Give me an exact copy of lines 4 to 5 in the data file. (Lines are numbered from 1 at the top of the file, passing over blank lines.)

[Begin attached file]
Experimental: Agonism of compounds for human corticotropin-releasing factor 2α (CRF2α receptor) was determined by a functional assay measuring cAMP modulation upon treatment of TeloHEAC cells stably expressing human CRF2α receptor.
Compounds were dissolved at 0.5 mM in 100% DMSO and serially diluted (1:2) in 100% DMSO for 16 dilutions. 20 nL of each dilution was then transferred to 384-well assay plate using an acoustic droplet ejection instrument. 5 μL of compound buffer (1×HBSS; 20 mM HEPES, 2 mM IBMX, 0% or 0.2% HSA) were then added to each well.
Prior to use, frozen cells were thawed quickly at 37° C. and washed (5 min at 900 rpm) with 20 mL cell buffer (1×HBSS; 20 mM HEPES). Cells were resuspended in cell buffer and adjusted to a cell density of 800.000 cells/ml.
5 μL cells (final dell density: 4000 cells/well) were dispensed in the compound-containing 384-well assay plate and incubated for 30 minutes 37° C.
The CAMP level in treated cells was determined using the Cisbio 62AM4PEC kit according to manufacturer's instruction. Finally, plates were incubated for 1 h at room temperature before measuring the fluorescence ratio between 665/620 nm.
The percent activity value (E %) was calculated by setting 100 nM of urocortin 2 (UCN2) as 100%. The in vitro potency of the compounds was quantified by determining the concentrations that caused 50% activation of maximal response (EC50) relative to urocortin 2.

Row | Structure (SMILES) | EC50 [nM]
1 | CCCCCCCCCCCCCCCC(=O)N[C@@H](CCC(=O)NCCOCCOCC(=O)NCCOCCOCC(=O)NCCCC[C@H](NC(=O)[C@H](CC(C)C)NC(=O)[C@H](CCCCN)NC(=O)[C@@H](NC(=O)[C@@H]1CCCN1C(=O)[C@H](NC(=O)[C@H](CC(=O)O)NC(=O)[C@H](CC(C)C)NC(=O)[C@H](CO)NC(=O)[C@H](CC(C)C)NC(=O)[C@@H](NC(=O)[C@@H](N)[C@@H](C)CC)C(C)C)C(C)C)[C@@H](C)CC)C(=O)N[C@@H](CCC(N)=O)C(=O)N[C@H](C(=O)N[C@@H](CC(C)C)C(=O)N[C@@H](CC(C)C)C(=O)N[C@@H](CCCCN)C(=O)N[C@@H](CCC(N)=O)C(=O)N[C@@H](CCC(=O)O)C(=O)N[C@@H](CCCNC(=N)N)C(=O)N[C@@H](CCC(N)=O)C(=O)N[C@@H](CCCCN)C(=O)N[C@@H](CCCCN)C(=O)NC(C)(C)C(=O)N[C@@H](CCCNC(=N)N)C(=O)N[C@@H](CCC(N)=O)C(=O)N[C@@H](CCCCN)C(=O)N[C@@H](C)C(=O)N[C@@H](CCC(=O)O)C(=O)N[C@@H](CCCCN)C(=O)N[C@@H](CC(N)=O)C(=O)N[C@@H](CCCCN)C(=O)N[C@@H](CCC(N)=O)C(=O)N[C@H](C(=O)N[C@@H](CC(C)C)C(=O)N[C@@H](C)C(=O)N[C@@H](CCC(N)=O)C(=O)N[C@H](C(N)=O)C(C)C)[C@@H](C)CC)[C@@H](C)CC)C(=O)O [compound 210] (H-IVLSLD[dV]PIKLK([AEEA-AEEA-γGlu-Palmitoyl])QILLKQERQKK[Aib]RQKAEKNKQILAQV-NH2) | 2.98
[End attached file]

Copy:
5 μL cells (final dell density: 4000 cells/well) were dispensed in the compound-containing 384-well assay plate and incubated for 30 minutes 37° C.
The CAMP level in treated cells was determined using the Cisbio 62AM4PEC kit according to manufacturer's instruction. Finally, plates were incubated for 1 h at room temperature before measuring the fluorescence ratio between 665/620 nm.